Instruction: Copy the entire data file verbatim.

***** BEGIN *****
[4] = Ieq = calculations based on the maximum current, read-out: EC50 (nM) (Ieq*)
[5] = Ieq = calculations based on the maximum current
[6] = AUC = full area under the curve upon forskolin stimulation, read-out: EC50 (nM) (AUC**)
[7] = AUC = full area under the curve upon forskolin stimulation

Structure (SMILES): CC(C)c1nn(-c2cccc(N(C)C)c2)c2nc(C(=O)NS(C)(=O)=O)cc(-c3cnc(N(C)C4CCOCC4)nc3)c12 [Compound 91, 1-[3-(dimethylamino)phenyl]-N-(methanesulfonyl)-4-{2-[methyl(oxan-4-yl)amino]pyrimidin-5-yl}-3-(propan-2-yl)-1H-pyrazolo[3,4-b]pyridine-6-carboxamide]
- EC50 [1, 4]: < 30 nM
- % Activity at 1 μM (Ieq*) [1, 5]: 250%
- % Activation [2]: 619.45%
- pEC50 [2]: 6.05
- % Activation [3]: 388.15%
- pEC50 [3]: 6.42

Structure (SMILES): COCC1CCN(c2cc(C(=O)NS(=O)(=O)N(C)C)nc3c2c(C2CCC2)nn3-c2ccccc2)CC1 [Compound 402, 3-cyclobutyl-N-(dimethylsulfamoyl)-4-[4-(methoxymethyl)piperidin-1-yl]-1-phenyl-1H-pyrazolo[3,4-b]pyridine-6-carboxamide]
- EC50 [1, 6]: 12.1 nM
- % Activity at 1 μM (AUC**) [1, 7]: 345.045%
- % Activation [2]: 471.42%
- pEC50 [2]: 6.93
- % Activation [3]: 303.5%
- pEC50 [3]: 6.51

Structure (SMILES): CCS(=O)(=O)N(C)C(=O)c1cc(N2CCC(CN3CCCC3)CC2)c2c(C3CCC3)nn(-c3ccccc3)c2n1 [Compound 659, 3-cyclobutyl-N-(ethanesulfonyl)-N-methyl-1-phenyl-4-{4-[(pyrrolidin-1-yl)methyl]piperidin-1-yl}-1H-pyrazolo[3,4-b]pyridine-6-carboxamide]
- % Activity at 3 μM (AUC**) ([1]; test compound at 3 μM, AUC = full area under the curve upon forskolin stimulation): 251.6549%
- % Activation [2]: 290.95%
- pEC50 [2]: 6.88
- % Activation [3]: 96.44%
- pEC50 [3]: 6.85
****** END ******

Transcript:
[4] = Ieq = calculations based on the maximum current, read-out: EC50 (nM) (Ieq*)
[5] = Ieq = calculations based on the maximum current
[6] = AUC = full area under the curve upon forskolin stimulation, read-out: EC50 (nM) (AUC**)
[7] = AUC = full area under the curve upon forskolin stimulation

Structure (SMILES): CC(C)c1nn(-c2cccc(N(C)C)c2)c2nc(C(=O)NS(C)(=O)=O)cc(-c3cnc(N(C)C4CCOCC4)nc3)c12 [Compound 91, 1-[3-(dimethylamino)phenyl]-N-(methanesulfonyl)-4-{2-[methyl(oxan-4-yl)amino]pyrimidin-5-yl}-3-(propan-2-yl)-1H-pyrazolo[3,4-b]pyridine-6-carboxamide]
- EC50 [1, 4]: < 30 nM
- % Activity at 1 μM (Ieq*) [1, 5]: 250%
- % Activation [2]: 619.45%
- pEC50 [2]: 6.05
- % Activation [3]: 388.15%
- pEC50 [3]: 6.42

Structure (SMILES): COCC1CCN(c2cc(C(=O)NS(=O)(=O)N(C)C)nc3c2c(C2CCC2)nn3-c2ccccc2)CC1 [Compound 402, 3-cyclobutyl-N-(dimethylsulfamoyl)-4-[4-(methoxymethyl)piperidin-1-yl]-1-phenyl-1H-pyrazolo[3,4-b]pyridine-6-carboxamide]
- EC50 [1, 6]: 12.1 nM
- % Activity at 1 μM (AUC**) [1, 7]: 345.045%
- % Activation [2]: 471.42%
- pEC50 [2]: 6.93
- % Activation [3]: 303.5%
- pEC50 [3]: 6.51

Structure (SMILES): CCS(=O)(=O)N(C)C(=O)c1cc(N2CCC(CN3CCCC3)CC2)c2c(C3CCC3)nn(-c3ccccc3)c2n1 [Compound 659, 3-cyclobutyl-N-(ethanesulfonyl)-N-methyl-1-phenyl-4-{4-[(pyrrolidin-1-yl)methyl]piperidin-1-yl}-1H-pyrazolo[3,4-b]pyridine-6-carboxamide]
- % Activity at 3 μM (AUC**) ([1]; test compound at 3 μM, AUC = full area under the curve upon forskolin stimulation): 251.6549%
- % Activation [2]: 290.95%
- pEC50 [2]: 6.88
- % Activation [3]: 96.44%
- pEC50 [3]: 6.85